You can take steps towards providing a high quality early care and education environment for the children in your program. Putting thought and care into the following areas of your program can help you to enhance your program quality.


  • Developmentally Appropriate Practices (DAP)

    When designing your child care program for quality, you will want to incorporate practices that are developmentally appropriate for the children in your care. Developmentally Appropriate Practices (DAP) means that you are using knowledge about how children learn and grow to design an appropriate learning environment and experiences for them. Your local Child Care Resource and Referral (CCR&R) agency can help you with training and resources to incorporate these practices into your child care program.

    DAP Considerations
  • Curriculum

    Your curriculum is your plan or roadmap of what you want to teach and how you teach young children the skills they need to be prepared for kindergarten. Although there are a number of different curricula available on the market for you to purchase, make sure it includes a focus on each domain of development. Use this resource to help you think about choosing a developmentally appropriate curriculum.

    Curriculum
  • Family Engagement

    Families are a key element in all child care programs. Building meaningful relationships with families shows you are a partner in their child’s development. Your local Child Care Resource and Referral (CCR&R) agency can help you develop and design family engagement opportunities for the families in your child care program.

    Pandemic Considerations: As an added safety measure against COVID-19, child care programs have been discouraged from allowing visitors into their facilities for the duration of the pandemic. Because of this, family engagement may be more difficult. There are a variety of virtual options for engagement, however. Consider:

    • Offering virtual tours and conferences by using video calls, photos, or videos
    • Sharing details, pictures, and videos of your daily activities on a social media page or a classroom app
    • Having parents read to the group on a video call or recording
    • Using social media to display children’s art work or projects
    • Sharing Vroom tips with parents to help them see how you interact with children each day and to encourage them to make everyday moments into brain-building moments at home as well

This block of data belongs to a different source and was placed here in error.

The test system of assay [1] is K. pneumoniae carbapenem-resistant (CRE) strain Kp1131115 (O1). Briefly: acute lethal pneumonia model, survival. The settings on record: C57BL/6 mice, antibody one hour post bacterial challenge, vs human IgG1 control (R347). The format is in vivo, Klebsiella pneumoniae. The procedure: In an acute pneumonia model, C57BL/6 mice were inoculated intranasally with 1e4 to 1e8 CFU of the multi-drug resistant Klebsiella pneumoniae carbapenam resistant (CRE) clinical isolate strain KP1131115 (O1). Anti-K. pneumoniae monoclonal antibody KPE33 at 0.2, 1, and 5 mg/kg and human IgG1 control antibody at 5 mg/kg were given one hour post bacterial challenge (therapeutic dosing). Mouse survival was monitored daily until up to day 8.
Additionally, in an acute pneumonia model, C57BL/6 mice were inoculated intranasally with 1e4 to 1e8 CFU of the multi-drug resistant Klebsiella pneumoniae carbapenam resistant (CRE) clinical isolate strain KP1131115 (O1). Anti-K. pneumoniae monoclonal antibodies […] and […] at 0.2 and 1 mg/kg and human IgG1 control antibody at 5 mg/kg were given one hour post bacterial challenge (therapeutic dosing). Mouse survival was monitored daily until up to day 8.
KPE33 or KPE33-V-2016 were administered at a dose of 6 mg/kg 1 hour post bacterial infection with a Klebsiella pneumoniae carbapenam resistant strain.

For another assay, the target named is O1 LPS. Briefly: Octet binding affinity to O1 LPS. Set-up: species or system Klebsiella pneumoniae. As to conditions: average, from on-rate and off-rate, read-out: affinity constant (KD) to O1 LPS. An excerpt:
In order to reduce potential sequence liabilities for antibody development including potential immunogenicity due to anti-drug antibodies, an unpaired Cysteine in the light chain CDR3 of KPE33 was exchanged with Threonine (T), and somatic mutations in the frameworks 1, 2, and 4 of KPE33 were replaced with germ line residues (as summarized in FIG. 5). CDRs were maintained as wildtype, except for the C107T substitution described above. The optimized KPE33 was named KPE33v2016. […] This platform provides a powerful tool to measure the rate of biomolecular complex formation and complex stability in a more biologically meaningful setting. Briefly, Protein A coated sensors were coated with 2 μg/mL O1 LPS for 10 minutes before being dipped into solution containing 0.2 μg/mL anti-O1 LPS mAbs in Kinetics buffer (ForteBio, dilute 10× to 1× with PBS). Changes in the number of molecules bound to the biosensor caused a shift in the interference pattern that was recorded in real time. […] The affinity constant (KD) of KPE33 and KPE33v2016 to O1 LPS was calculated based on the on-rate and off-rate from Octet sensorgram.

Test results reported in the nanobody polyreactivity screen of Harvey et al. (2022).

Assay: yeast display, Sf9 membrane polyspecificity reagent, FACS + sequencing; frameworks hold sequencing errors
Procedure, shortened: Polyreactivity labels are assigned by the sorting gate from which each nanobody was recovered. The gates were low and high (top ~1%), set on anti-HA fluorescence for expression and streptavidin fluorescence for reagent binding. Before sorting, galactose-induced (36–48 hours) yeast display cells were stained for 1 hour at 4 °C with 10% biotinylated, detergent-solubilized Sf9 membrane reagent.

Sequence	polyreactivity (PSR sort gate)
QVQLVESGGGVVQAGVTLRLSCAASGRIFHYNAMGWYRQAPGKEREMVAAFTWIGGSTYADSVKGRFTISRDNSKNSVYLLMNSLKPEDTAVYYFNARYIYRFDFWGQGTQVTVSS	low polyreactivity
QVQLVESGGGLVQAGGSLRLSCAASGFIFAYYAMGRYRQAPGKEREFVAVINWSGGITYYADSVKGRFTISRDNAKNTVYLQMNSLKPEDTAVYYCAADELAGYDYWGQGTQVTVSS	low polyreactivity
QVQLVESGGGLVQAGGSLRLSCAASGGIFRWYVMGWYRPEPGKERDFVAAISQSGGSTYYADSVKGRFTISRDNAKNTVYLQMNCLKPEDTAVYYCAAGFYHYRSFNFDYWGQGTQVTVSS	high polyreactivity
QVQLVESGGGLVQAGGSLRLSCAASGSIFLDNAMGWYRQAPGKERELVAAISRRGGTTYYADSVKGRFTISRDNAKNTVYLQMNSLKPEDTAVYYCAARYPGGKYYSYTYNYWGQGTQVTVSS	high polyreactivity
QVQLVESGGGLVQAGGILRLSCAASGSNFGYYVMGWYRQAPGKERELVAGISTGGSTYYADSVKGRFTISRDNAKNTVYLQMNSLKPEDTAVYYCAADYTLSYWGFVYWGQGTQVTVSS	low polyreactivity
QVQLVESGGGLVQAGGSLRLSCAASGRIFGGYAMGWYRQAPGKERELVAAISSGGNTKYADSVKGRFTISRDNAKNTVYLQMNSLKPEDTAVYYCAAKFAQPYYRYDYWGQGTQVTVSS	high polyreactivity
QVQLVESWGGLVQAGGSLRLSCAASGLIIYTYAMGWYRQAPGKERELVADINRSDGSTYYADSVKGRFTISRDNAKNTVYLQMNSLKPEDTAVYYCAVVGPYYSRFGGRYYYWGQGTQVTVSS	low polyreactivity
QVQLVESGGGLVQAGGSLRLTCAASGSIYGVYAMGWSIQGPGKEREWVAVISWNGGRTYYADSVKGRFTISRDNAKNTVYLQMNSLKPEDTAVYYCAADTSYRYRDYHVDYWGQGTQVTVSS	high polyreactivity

Family Engagement
  • Caregiver-Child Interactions

    One of the most important features of your child care program will be how you and your staff interact with the children in your care. Use the resource below to think about how you and your staff can increase the quality of interactions with the children in your care.

    Pandemic Consideration: Children may be feeling stress and uncertainty during this time. Learn about helping children cope with traumatic events.

    Caregiver-Child Interactions
  • Indoor Environment

    Designing a high-quality indoor learning environment for children will require you to have a number of different learning centers and experiences for children of different ages and abilities. You also will want to think about your room layout and design and where you will put different learning centers. Your local Child Care Resource and Referral (CCR&R) agency can help you design a quality learning environment.

    Pandemic Considerations: Think about how you might be able to use unusual spaces to allow for more distance between children and activities. For example, do you have offices, a cafeteria, multipurpose rooms, or other useable space that could give children and activities a wider area for play and learning? Are you able to safely supervise and care for children in these areas? Will you need licensing approval or another type of inspection (ex. fire marshall) to be able to use these areas for child care?

    If you previously served meals and snacks in a communal cafeteria, it is recommended to instead have meal and snack times in the classroom to avoid mixing groups of children.

    Indoor Environment
  • Outdoor Environment

    Designing a high-quality outdoor environment and experiences for children should include equipment of the right size and type for the children you serve. There should be plenty of space for children to move about and experience fresh air. There are a number of safety considerations you will need to think about in order to provide a quality outdoor learning environment. Many of these practices may be required by your state licensing agency.

    Pandemic Considerations: During the pandemic, you may want to prepare to spend more time outdoors. This can give children more space to play and explore. Think about how to do this safely. Is your outdoor space suitable for spending longer periods of time outdoors? Will you need additional sunscreen or insect spray for the children? How can you make sure that children stay hydrated? Do you have ways to stay cool on warm days and warm on cold days? Will you be able to sanitize your outdoor play equipment between uses?

    Child care centers may also develop a staggered schedule for outdoor time to prevent mixing groups of children.

    Outdoor Environment

For the best results, be sure to download and save the resources provided above. Doing so will allow you to complete the forms from your computer or mobile device.

These resources and more are also available in our Child Care Center Resources E-Book.